The Generation Gap

First Published January 1992 - The First Pair of Cleats on Church Family-Based Youth Ministry

In my ten years of youth ministry, I have always held to the belief that the parents’ place in youth ministry is in parent meetings and helping out with food or transportation on an occasional basis.It was a rare discovery to find parents who could serve as a volunteer staff member.

The reasons for this were that youth in their years of struggling for identity would be cramped with their parents in the youth meeting.The youth group is the place where youth could share their struggles of growing up and try on new roles and new expressions.

Something happened recently though that has caused me to rethink this belief.In my youth group we have a habit of welcoming newcomers with wild clapping and cheering.One night one of our newer girls brought her mother.She stood and introduced her mother and the youth broke out in the loudest and wildest welcome.It gave me the chills.This mom was more than welcomed to be a part of “the group.”

The thought came to me—maybe this generation gap is actually one of Satan’s schemes to steal, kill and destroy this generation.

The increase of the destructive behavior by adolescents is common knowledge.What kept me as an adolescent from getting into so much trouble was 1) fear of my parents finding out; 2) fear of the impending lecture; and 3) fear of hurting my parents.I had plenty of opportunities to be in trouble but this “gapless” relationship I had with my parents prevented that.Simple knowledge tells us that the more communication there is between parents and teens, the less trouble the teen will be in.When there is distance and miscommunication, the choice to get into trouble is made easy.

For years we as youthworkers may have been attributing to this generation gap—sometimes even becoming surrogate parents to youth who have parents.Instead of attributing to the generation gap, we should be eliminating it.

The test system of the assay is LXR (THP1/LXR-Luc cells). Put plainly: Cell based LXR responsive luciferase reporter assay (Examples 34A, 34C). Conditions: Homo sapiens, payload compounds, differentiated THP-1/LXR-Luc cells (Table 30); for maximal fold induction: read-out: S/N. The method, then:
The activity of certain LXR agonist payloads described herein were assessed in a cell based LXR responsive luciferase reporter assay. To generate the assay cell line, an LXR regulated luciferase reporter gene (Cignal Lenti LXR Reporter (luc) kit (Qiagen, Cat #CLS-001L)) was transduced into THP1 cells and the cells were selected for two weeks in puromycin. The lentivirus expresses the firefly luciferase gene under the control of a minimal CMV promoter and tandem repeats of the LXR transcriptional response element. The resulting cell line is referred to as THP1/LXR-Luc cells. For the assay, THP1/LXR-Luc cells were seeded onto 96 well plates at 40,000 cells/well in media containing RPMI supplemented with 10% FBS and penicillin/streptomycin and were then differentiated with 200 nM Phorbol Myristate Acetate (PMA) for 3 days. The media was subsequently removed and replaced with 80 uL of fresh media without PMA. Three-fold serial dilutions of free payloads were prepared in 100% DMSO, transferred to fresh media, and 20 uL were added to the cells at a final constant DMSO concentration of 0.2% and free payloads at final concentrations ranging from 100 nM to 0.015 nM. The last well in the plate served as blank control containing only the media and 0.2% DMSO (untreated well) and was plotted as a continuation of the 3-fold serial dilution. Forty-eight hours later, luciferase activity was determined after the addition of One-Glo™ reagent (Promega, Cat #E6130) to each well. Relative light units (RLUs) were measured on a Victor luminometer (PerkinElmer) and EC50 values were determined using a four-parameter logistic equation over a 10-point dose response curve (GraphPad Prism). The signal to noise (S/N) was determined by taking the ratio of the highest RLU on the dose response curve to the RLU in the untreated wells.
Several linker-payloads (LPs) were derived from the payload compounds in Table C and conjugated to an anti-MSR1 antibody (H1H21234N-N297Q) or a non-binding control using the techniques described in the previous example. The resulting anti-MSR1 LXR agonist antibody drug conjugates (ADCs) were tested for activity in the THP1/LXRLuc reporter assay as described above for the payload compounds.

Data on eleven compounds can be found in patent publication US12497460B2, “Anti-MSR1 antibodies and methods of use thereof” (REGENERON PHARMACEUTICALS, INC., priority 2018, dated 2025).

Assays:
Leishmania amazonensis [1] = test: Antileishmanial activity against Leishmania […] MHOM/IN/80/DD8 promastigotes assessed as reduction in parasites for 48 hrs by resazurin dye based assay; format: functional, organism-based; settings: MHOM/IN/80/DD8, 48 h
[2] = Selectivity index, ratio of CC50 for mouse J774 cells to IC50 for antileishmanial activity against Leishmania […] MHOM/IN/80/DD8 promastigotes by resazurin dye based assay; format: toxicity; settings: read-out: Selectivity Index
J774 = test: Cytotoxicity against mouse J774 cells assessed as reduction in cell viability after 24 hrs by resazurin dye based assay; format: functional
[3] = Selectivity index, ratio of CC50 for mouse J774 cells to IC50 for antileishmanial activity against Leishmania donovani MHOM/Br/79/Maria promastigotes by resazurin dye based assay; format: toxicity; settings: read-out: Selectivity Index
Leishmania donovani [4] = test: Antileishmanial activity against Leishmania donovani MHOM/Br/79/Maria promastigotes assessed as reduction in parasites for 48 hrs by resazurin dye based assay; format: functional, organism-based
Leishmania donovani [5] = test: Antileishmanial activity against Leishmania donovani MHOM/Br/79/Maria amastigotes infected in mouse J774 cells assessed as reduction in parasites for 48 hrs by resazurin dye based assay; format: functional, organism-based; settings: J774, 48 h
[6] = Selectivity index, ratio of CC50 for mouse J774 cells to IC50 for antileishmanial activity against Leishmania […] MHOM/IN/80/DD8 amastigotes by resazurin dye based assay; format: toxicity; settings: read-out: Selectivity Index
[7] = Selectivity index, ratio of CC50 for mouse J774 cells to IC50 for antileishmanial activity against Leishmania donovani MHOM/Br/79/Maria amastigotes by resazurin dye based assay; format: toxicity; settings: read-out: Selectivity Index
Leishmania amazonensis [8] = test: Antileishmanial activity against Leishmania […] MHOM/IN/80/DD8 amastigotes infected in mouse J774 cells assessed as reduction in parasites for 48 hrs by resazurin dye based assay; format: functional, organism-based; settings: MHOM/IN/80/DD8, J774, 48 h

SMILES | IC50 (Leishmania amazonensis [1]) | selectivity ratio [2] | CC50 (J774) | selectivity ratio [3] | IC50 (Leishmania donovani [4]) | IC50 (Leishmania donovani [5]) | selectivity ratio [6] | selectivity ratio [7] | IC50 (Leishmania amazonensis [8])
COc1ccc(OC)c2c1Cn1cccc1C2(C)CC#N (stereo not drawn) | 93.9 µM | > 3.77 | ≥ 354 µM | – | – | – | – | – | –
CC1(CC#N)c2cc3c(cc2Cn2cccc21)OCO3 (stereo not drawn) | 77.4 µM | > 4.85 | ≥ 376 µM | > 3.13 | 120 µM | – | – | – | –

Our youth ministries should be places where parents feel welcomed—even applauded wildly.I know, it’s hard enough to make visitors feel welcomed.If parents see teenagers being ministered to, especially their teenager, they will feel welcomed.

More than parents being welcomed at a youth meeting, parents ought to be a part of the meeting and even the volunteer staff team.Why?1) Parent’s knowledge and experience can be of great benefit.2) Other youth might really like someone’s parents thus dawning on that youth that their parents may actually be “cool.”3) Youth who may not have parents or have quasi-parents can form healthy relationships with other parents.4) Youth who are experimenting with new found independence steps can find youth group a safe environment to test these steps “with” their parents.5) The parent and teenager “gapless” relationship can be nurtured developing that closeness that prevents bad choices.

Your mind may have immediately thought about a teenager who would hate to have his/her parents at his/her youth meeting.He/she should would react or clam up and it would seem to have devastating effects on the work that has begun in him/her.But I believe the core of the father heart of God is to close this generation gap and restore the family.“He will turn the hearts of the fathers to their children, and the hearts of the children to their fathers; or else I will come and strike the land with a curse.”Malachi 4:6.

This generation gap is a post-World War II development.It has not always been there nor is it a part of the healthy development of teenagers.In fact, growing up a teenager today tends to be very unhealthy.Our youth ministries can close that gap and turn the hearts of the children to their fathers and mothers.

This is an “out there” thought.Out there on the Wild Frontier.